Rosemont was home to Nathaniel Mitchell, 16th governor of Delaware

By Lynn R. Parks

Earlier this year, Ned Fowler was looking through an attached shed at Rosemont, the 18th-century home at the corner of Delaware and Maryland avenues in Laurel. The property had been purchased by the Laurel Redevelopment Corporation and Fowler and other members of the Laurel Historical Society had been invited in to look through the contents.

Stored in the shed were gardening and yard implements, Fowler said. And then, “hanging from nails on the wall, I saw these four green Windsor side chairs,” he said. “I thought, ‘Can they be, can they really be?’”

Volunteers gather on the front porch of Rosemont after a day of work cleaning up the grounds. Photo by Paula Shannon

It turned out that the chairs are from the early 19th century, “1830s or so,” Fowler said. The historical society has a photograph of Rosemont, taken in 1904, that shows the chairs sitting on the front porch.

Just last week, volunteers with the historical society found a complete set of paneling that had surrounded a fireplace in the Rosemont parlor. The paneling, as well as some raised-panel shutters that are original to the house, were stored on top of the rafters in the garage.

“This is 18th-century woodwork we are talking about,” Fowler said. “It is very exciting.”

Rosemont is Laurel’s “oldest and most significant property,” said Brian Shannon, executive director for the Laurel Redevelopment Corporation (LRC). “Laurel had its beginnings right there,” along Broad Creek and at the mill that used to be there, “and it’s important to preserve that as much as possible.”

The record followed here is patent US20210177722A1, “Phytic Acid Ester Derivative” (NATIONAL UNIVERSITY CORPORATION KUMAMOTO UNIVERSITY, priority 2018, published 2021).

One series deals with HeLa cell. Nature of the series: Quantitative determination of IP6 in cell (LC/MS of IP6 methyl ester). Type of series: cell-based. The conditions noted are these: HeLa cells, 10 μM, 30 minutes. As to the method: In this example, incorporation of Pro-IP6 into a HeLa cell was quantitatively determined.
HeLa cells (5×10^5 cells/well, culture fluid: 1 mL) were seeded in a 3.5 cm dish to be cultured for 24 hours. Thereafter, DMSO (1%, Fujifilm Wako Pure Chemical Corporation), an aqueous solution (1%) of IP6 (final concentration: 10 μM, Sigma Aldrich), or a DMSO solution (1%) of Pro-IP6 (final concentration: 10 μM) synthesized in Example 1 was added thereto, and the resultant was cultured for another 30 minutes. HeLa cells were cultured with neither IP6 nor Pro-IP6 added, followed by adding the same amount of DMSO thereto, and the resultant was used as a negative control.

The LRC, in consultation with the historical society, is figuring out how to use Rosemont, Shannon said. “We’ve come up with a number of ideas, none of which we want to go public with at this point,” he added. “But we feel it could very well lend itself toward having some community use.”

On Saturday, about 40 volunteers, including members of the Laurel High School basketball team, worked on the grounds of Rosemont, cleaning up brush and pruning trees and shrubbery. One objective of the historical society is community outreach, President George Denney said, and “this is meeting that goal.”

The structure itself appears to be sound, Fowler said, but needs attention, including replacing rotten pillars on the front porch and updating electrical and plumbing systems.

The house was most recently occupied by Kathleen Tissian, who died May 28, 2019. The LRC purchased it and the 1.7 acres on which it sits from Tissian’s heirs in April for $125,000. Included in the purchase were all of the contents of the house, items that had belonged to the four families that have lived there.

The exact date of construction of Rosemont is not known. Some sources say it was built in 1767, but Fowler said that that is not certain.

“That date is quite possible, but we can’t say that with assurance,” he said. What is certain, he added, is that it was built in the second half of the 18th century.